Folk Awareness of Dialect

Donald M. Lance LanceDM at MISSOURI.EDU
Tue Dec 5 04:53:12 UTC 2000

Steve Hicks wrote:

>     "Iowa has a Byou-n@ Vista. And GUT- at n-burg. The classic
>      is N at -'vay-d@ for Nevada."
> Missouri also has a N at -'vay-d at ....the story about the Missouri
> town was that it was named by returning '49ers for Nevada County,
> Calif. (itself presumably named for the Sierra Nevada mountains).
> So....did the first Anglo settlers of California anglicize the name of
> the mountains when they named their new county ?
> (Nevada, Mo., was originally Hog Eye, I understand....a pioneer
> term for a mound in the middle of a prairie swale.  Unfortunately,
> there was already a post office named Hog Eye in Missouri {!},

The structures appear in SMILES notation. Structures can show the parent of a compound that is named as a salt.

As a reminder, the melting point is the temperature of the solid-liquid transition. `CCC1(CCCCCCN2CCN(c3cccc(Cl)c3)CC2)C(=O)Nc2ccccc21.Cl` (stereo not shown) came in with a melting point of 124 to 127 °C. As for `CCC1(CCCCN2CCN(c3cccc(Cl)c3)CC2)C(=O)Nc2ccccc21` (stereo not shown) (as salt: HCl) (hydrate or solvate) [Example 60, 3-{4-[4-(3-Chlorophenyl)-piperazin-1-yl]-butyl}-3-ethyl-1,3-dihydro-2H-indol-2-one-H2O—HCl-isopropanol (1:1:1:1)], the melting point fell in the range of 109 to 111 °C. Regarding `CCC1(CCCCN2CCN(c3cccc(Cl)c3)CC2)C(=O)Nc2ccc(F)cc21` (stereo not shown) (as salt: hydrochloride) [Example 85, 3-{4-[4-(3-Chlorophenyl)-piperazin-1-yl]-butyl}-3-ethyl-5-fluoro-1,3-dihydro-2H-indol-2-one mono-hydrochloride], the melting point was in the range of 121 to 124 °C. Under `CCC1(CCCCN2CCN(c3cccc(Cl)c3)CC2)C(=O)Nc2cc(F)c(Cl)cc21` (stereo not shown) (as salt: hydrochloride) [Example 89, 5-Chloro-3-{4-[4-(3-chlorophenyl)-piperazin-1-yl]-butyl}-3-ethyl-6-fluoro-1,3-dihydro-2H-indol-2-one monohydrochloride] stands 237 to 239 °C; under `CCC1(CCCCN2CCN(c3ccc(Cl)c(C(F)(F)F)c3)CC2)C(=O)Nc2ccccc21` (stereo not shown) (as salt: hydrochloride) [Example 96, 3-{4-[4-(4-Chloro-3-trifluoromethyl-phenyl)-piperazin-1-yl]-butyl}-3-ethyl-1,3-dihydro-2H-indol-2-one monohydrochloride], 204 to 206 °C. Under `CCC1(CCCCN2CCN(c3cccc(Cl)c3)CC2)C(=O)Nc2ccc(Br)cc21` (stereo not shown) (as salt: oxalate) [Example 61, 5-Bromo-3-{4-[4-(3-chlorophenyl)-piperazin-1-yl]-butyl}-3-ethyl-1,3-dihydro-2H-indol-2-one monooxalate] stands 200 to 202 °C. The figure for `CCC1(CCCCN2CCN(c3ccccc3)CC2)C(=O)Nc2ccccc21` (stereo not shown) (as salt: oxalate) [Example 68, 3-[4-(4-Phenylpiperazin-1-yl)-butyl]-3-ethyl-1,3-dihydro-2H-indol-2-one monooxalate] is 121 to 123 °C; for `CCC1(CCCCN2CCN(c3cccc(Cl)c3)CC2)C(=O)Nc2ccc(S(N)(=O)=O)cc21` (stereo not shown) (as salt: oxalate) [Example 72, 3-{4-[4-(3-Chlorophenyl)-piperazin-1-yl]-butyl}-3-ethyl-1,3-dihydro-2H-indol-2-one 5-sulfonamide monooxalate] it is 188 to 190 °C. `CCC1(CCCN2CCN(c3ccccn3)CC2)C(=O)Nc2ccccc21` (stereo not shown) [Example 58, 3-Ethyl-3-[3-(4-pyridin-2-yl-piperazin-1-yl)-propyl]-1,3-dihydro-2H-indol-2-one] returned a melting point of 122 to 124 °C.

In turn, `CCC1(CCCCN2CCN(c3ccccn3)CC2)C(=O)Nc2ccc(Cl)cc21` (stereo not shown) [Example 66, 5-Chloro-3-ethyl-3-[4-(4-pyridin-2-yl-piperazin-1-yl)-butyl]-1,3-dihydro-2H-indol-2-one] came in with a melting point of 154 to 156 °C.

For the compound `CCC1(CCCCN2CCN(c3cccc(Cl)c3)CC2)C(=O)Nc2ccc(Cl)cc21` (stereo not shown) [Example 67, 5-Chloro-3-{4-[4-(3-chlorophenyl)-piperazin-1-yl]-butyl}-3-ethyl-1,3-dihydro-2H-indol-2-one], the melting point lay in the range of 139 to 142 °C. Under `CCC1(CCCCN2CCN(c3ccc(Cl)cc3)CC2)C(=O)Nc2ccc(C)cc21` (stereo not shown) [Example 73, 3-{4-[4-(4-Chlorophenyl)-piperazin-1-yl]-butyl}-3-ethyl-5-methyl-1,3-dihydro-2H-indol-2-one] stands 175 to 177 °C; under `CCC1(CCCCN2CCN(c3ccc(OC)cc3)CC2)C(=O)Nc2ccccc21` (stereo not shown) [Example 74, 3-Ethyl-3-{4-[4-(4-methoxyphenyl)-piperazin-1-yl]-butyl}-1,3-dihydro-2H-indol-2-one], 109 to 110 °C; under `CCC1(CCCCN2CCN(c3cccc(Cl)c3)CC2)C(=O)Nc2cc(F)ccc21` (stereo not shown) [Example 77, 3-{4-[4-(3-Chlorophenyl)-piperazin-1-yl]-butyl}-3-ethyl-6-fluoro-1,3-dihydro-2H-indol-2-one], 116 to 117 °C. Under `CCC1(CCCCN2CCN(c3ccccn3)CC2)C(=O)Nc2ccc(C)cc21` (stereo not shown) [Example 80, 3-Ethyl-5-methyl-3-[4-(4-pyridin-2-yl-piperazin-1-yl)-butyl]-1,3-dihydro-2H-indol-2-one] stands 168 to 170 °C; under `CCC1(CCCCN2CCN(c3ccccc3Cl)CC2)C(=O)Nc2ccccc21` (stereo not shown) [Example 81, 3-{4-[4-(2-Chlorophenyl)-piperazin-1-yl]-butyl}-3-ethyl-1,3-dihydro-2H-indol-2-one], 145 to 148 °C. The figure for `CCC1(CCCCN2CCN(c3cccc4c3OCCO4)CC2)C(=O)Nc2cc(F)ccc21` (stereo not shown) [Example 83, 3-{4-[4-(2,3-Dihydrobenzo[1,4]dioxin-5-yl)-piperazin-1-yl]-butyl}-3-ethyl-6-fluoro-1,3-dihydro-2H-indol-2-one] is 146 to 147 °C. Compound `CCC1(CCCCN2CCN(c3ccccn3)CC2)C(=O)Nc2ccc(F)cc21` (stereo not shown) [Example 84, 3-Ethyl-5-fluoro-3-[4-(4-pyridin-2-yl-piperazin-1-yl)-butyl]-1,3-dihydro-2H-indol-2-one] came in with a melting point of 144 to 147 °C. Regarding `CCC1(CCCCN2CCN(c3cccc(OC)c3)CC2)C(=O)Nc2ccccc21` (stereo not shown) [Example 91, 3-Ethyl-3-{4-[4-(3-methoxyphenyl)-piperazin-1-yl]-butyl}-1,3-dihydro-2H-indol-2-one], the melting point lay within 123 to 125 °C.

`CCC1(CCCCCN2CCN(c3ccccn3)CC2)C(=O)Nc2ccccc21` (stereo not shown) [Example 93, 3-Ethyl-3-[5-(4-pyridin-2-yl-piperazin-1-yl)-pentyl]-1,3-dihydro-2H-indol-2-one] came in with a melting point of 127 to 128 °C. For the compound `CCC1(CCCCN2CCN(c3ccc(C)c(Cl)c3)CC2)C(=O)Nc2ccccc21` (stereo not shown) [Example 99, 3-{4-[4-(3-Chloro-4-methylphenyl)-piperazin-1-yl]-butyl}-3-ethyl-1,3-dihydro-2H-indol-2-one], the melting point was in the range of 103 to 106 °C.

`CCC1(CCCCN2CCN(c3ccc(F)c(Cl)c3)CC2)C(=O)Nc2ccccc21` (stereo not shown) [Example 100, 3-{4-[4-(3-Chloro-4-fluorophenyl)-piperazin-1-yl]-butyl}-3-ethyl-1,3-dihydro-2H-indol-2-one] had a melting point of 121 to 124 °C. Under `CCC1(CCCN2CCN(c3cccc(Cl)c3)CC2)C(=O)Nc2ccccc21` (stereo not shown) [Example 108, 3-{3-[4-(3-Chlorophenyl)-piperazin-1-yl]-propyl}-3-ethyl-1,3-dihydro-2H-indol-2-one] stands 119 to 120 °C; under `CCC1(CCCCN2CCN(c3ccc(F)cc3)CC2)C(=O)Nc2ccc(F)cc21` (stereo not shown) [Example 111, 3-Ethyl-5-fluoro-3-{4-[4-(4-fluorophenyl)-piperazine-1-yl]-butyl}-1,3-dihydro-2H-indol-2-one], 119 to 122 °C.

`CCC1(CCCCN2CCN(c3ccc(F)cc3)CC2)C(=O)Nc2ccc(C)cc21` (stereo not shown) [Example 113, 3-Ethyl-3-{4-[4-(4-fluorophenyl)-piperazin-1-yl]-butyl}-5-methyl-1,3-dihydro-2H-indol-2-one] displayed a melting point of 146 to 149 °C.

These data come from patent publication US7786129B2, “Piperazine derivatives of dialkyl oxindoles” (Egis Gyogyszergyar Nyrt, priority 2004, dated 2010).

> and "Nevada City" was substituted.  The "other" Hog Eye, I
> doubt at the insistence of local social climbers...
> eventually changed its name to the Biblical Haggai...)

A very interesting case.  Here's a paragraph from a paper of mine that will come out some
time next year.
A third name that may owe its existence to a Mason is Haggai, a town of considerable
importance at one time in southeast Missouri near the Iron Mountain mining concession. No
stores or shops other than those of the company were allowed on the concession, so
enterprising merchants built a town nearby to attract the business of the miners. Noting
that the Rand McNally’s Guide of 1890 gave the name of the town as Hog Eye, Ramsay
speculated in the entry in his card file that either the words reflect the local
pronunciation of Haggai, or Hog Eye was the original name and the spelling Haggai was an
attempt to give the name a bit of prestige. The original name for the community was
Fairview. Since the biblical prophet Haggai was one of the supervisors in the building of
the Temple in Jerusalem, the choice of this name for the business community may have been
quite intentional, though perhaps hyperbolic. The other Haggai indicated in Appendix A is
a creek in Texas.

More information about the Ads-l mailing list